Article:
Beginnings
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Communion Meditations (2012)

Beginnings

Originally scheduled for December 23

Elementary school teachers of any experience will tell you that there is nothing, absolutely nothing, that attracts a crowd of fifth grade girls quite like a newborn baby in a stroller. The attraction is almost magnetic. Interestingly, most adults think of this as a teachable moment, a chance to explain to the girls just how much trouble a newborn baby can be. It doesn’t seem to help very much.

The truth is that human beings love new beginnings. It is a God-given fact that young girls see a newborn baby as being absolutely precious. The natural view of a new human being is one of hope; we see great things ahead and monumental cuteness now.

Adults tend to view the arrival of a new baby somewhat differently. As a practical point of fact we tend to have a parallel to the Wise Men who attended Christ’s birth — we call it a baby shower. While the Wise Men are the source of the custom of giving gifts at Christmas, the practical matter of fact is that a newborn baby needs a lot of things. The selection of baby gifts that Mary received was fittingly different than what we would ordinarily give. It might be reasonable to conclude however that there were no fifth-graders involved; after all, Mary and Joseph were new in town and they were living in a stable. It’s a humble way to start a life, being born in a place away from family and friends. The birth of Christ was the same as the birth of any of the rest of us — only different.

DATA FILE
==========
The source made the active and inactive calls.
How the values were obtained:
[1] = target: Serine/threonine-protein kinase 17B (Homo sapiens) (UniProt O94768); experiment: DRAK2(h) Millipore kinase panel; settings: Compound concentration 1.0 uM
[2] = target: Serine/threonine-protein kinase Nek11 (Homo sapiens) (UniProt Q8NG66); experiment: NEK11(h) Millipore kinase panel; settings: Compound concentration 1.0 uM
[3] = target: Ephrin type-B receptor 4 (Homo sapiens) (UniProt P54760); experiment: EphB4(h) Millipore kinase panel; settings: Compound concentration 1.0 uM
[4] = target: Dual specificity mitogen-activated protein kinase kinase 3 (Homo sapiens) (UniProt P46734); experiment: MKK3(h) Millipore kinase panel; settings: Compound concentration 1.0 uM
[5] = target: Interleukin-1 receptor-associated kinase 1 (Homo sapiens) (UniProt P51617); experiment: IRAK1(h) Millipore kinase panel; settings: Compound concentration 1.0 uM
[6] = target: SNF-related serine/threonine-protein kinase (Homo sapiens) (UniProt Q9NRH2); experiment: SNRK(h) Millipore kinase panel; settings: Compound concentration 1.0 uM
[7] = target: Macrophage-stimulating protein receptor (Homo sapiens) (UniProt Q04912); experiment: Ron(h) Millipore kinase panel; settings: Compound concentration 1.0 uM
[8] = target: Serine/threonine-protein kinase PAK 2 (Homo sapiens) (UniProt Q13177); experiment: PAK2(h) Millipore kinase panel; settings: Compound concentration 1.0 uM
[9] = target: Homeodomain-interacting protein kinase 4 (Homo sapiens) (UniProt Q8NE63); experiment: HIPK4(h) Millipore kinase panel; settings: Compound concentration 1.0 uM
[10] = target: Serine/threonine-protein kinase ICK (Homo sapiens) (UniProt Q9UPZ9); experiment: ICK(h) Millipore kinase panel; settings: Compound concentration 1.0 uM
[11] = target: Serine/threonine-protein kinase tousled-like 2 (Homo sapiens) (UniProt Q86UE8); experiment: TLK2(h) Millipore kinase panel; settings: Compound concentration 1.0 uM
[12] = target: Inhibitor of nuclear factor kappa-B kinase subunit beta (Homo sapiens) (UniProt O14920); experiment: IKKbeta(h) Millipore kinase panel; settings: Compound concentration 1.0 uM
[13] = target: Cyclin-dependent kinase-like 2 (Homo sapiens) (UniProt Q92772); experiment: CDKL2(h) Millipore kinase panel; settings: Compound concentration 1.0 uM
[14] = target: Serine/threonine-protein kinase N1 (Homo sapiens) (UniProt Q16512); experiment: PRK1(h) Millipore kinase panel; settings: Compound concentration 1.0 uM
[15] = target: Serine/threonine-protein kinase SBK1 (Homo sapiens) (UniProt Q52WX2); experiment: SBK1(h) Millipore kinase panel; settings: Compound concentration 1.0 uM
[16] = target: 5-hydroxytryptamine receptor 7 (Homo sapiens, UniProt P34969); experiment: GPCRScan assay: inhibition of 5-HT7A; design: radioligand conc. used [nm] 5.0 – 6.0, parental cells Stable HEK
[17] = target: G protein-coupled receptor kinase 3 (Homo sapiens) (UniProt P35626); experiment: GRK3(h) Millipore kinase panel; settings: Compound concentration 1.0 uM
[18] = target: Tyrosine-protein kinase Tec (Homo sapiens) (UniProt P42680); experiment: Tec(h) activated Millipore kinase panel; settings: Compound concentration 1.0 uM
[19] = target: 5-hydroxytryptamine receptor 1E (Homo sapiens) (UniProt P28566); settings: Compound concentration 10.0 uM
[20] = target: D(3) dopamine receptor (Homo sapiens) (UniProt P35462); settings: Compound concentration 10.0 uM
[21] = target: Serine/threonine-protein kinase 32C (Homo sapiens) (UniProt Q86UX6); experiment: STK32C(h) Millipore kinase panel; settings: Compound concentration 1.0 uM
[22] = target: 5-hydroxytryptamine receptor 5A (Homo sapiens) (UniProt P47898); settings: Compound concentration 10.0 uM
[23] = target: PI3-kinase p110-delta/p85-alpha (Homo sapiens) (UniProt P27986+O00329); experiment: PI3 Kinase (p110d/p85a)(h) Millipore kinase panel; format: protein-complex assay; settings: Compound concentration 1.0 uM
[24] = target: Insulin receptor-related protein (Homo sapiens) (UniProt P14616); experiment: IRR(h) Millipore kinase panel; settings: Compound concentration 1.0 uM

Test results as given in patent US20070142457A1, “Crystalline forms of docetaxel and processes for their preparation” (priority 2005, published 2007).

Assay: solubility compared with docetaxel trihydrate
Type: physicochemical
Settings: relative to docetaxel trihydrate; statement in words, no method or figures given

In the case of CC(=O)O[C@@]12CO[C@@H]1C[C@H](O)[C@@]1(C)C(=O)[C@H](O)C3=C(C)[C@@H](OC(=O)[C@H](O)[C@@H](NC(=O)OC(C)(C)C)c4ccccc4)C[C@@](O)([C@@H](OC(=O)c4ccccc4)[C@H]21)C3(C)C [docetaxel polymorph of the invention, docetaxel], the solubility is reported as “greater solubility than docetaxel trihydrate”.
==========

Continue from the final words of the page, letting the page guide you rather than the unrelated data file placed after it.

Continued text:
So why do we celebrate the birth of Christ?

·         First, because it is the supreme miracle of all time: the Incarnation. It is the time in which God, the creator of all things and the rumor of the universe, became one of us. His status as ruler was confirmed by the choir of angels and the gifts of the Wise Men; his status as human being was confirmed by a stable and shepherds.

·         Second, because it is the birth of the supreme Person of humankind: the Christ. No other human being has had nearly the influence on human thought and human action as Jesus of Nazareth, the babe of Bethlehem.

·         Perhaps the greatest reason is this: the birth in the manger is necessary for the supreme sacrifice of the Cross. Mary was warned that a sword would pierce her heart. Were it not for that sacrifice, Jesus of Nazareth would join the long list of teachers of man — and no more.

So as you partake of Communion today, remember that the babe in the manger became the man on the Cross. His shed blood, his body are before you. Remember the sacrifice that makes you clean.

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